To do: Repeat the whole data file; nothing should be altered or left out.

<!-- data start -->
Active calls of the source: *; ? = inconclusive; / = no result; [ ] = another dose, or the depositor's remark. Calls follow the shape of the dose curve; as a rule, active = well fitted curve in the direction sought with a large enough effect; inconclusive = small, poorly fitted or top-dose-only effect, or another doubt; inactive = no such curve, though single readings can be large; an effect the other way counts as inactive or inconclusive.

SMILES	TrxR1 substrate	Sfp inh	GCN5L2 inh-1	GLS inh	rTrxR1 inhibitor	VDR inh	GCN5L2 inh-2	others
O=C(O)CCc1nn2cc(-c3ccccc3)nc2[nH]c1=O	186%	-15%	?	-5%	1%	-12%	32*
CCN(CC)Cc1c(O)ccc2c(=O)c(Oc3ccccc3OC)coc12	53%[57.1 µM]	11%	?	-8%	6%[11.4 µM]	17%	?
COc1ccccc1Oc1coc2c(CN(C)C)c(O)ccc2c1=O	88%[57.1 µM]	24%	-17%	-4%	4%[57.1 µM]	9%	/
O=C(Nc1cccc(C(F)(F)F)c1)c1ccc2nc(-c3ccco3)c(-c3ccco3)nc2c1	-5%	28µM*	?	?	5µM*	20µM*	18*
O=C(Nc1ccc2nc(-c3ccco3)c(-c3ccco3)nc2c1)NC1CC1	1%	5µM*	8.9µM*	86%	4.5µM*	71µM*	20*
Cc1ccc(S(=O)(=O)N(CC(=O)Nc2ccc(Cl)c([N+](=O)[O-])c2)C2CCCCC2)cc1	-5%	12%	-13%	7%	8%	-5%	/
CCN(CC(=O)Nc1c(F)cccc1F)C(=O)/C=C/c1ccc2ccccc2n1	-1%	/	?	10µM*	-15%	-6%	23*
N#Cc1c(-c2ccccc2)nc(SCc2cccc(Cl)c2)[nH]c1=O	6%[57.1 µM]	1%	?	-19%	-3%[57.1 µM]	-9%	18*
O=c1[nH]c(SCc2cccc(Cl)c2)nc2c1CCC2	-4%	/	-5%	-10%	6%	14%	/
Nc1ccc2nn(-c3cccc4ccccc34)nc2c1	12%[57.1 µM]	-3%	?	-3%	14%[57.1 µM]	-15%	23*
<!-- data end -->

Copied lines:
Active calls of the source: *; ? = inconclusive; / = no result; [ ] = another dose, or the depositor's remark. Calls follow the shape of the dose curve; as a rule, active = well fitted curve in the direction sought with a large enough effect; inconclusive = small, poorly fitted or top-dose-only effect, or another doubt; inactive = no such curve, though single readings can be large; an effect the other way counts as inactive or inconclusive.

SMILES	TrxR1 substrate	Sfp inh	GCN5L2 inh-1	GLS inh	rTrxR1 inhibitor	VDR inh	GCN5L2 inh-2	others
O=C(O)CCc1nn2cc(-c3ccccc3)nc2[nH]c1=O	186%	-15%	?	-5%	1%	-12%	32*
CCN(CC)Cc1c(O)ccc2c(=O)c(Oc3ccccc3OC)coc12	53%[57.1 µM]	11%	?	-8%	6%[11.4 µM]	17%	?
COc1ccccc1Oc1coc2c(CN(C)C)c(O)ccc2c1=O	88%[57.1 µM]	24%	-17%	-4%	4%[57.1 µM]	9%	/
O=C(Nc1cccc(C(F)(F)F)c1)c1ccc2nc(-c3ccco3)c(-c3ccco3)nc2c1	-5%	28µM*	?	?	5µM*	20µM*	18*
O=C(Nc1ccc2nc(-c3ccco3)c(-c3ccco3)nc2c1)NC1CC1	1%	5µM*	8.9µM*	86%	4.5µM*	71µM*	20*
Cc1ccc(S(=O)(=O)N(CC(=O)Nc2ccc(Cl)c([N+](=O)[O-])c2)C2CCCCC2)cc1	-5%	12%	-13%	7%	8%	-5%	/
CCN(CC(=O)Nc1c(F)cccc1F)C(=O)/C=C/c1ccc2ccccc2n1	-1%	/	?	10µM*	-15%	-6%	23*
N#Cc1c(-c2ccccc2)nc(SCc2cccc(Cl)c2)[nH]c1=O	6%[57.1 µM]	1%	?	-19%	-3%[57.1 µM]	-9%	18*
O=c1[nH]c(SCc2cccc(Cl)c2)nc2c1CCC2	-4%	/	-5%	-10%	6%	14%	/
Nc1ccc2nn(-c3cccc4ccccc34)nc2c1	12%[57.1 µM]	-3%	?	-3%	14%[57.1 µM]	-15%	23*